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Social Structure, Race/Ethnicity, and Homicide
As discussed, the murder rates for Blacks in the United States are substantially higher than those for Whites, with Latino murder rates falling in the middle. These differences have existed throughout the 20th and into the 21st century and, with few exceptions, are found in different sections of the United States.
Correlates of Desistance
There is no question that life in America has changed drastically in the past fifty years. Given the importance of examining historical change inherent in the life course perspective, it is important to determine how changes in the social structure over time impact individuals. Therefore, the goals of this data analysis exercise are to examine changes in marriage and employment over the last fifty years. The purposes are to identify the changes that have taken place, and to hypothesize how these changes may affect the process of desistance from crime today.
Education and Children in the United States
Students will look at correlation and causation by exploring the relationship between high school dropout rates and violent crime, poverty, teenage pregnancy rates, and teenage death rates.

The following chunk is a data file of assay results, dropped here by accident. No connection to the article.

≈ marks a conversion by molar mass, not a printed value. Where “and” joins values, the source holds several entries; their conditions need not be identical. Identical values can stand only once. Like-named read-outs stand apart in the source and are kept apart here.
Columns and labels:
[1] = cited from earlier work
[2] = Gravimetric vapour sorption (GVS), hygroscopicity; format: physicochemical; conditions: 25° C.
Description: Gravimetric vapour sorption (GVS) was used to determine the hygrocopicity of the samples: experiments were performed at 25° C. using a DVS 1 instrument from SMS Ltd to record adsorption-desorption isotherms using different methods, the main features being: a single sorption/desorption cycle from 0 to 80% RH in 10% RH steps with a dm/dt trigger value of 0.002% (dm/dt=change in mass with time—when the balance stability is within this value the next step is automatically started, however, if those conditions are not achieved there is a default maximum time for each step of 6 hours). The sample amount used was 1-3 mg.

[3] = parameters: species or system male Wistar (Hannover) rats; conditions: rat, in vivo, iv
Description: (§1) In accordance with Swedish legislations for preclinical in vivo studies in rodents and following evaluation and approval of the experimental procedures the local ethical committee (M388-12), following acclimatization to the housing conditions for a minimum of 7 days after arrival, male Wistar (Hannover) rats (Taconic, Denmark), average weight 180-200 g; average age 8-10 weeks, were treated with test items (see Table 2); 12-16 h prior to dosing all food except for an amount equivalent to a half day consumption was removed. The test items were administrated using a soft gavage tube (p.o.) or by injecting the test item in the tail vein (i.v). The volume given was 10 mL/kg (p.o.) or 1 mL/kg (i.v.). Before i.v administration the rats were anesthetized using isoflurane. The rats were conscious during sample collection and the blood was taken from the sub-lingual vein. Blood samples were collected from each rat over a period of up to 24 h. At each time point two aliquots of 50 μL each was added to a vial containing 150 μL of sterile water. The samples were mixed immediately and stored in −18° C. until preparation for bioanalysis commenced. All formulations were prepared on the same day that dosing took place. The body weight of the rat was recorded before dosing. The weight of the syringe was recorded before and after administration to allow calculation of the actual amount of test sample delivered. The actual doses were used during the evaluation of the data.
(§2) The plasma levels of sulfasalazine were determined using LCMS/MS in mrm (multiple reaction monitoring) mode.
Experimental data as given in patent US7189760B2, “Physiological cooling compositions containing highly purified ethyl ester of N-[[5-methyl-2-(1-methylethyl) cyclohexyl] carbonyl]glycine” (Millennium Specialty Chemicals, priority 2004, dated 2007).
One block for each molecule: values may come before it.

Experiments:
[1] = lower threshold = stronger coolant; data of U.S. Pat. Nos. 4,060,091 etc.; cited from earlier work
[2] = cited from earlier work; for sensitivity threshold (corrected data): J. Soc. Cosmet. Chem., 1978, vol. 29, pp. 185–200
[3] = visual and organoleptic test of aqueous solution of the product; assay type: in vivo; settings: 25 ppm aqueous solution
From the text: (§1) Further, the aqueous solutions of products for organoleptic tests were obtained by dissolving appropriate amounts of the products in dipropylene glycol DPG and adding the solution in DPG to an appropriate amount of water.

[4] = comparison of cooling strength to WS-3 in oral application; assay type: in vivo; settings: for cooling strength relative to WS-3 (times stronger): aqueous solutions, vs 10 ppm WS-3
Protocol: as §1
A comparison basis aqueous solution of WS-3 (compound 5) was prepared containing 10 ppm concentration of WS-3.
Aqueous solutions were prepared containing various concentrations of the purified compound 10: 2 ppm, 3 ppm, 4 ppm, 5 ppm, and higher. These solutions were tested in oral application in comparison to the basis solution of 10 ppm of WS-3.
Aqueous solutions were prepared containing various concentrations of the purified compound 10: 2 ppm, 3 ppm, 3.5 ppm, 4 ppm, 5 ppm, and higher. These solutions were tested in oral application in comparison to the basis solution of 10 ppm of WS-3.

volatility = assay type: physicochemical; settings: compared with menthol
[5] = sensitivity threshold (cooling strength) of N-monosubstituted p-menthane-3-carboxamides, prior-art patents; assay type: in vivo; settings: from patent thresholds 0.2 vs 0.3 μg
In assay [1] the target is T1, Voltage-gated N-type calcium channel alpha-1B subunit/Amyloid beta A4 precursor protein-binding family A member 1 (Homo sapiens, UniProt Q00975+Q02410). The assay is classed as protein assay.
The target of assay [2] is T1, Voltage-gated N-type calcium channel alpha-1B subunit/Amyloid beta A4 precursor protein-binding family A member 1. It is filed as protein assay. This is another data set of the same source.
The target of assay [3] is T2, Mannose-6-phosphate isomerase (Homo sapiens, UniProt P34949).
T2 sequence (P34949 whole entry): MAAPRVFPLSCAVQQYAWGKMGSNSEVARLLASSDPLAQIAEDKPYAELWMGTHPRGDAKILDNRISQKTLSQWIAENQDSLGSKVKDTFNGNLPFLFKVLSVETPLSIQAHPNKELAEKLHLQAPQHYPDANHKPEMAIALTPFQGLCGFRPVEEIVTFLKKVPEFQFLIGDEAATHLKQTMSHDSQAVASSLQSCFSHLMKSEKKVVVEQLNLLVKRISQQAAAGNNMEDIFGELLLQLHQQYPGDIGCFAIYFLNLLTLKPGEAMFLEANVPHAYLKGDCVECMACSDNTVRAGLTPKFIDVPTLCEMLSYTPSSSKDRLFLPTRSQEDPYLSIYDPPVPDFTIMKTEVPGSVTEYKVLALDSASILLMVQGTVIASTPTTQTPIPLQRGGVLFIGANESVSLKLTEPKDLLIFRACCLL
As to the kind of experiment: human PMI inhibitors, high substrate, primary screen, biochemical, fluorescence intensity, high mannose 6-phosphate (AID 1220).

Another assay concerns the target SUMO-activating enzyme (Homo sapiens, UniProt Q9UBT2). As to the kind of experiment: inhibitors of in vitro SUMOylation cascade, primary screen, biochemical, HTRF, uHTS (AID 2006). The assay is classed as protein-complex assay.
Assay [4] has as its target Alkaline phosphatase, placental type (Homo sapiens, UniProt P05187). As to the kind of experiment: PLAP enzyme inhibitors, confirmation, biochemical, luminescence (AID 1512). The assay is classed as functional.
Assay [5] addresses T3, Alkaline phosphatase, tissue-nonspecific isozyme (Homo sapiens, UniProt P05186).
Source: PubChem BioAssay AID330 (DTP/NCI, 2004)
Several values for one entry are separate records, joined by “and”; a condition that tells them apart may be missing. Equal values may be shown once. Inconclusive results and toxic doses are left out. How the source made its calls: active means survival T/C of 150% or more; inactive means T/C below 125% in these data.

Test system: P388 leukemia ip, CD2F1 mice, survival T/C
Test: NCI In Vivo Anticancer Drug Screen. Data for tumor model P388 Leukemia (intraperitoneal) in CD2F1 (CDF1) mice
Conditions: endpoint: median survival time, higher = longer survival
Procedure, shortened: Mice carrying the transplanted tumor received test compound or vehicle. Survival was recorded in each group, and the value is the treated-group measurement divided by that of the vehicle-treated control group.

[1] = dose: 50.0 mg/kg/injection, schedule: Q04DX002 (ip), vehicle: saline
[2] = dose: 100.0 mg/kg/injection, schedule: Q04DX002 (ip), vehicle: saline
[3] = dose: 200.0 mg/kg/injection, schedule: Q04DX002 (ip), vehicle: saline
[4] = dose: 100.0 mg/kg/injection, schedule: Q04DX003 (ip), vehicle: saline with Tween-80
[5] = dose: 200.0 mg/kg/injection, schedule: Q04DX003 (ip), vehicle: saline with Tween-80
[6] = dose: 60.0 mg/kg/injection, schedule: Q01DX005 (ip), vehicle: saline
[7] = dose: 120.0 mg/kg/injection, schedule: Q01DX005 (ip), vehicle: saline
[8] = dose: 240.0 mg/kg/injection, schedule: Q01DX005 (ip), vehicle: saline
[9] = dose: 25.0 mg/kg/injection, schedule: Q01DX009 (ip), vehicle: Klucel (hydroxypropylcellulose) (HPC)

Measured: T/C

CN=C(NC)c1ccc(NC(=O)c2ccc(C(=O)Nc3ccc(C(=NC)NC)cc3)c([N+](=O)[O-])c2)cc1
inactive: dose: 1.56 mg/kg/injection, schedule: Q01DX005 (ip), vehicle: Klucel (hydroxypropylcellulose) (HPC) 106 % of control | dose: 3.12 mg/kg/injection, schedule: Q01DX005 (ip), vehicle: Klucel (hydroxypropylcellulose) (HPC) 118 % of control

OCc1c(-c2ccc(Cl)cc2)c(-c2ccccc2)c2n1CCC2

Exploring Appalachian Poverty in Ohio
As students investigate Appalachian poverty and its social policy implications, they will explore the difference between correlation and causation, learn about poverty indicators, and practice creating and interpreting graphs.
Fear of Crime
Everyday we have specific routines we engage in. Many of these routines are tailored to preventing us from becoming victims of crime. We do things like lock our doors, watch where we walk at night, or avoid walking alone. We take these actions because at some level we are afraid of the possibility of being a victim of crime. Although we may not consciously think about it, these routines may be influenced by a variety of factors. What factors might make some individuals more afraid than others?
Using Existing Statistics to Test Social Disorganization Theory
This module is used in an online Criminology Course. The students have read their textbook discussing social disorganization theory and in this data analysis exercise will have the opportunity to test this theory with data obtained from the Census Bureau.
Fear of Crime
The purpose of this module is to introduce students in an online Criminology course to the idea of data analysis using an online analysis program and the General Social Survey. Prior to this module, students will have read several documents describing the scientific method including terminology such as statistical significance, independent and dependent variables, and operationalization. Once students have read this document, they then complete a guided online analysis and turn in their answers by completing an online quiz.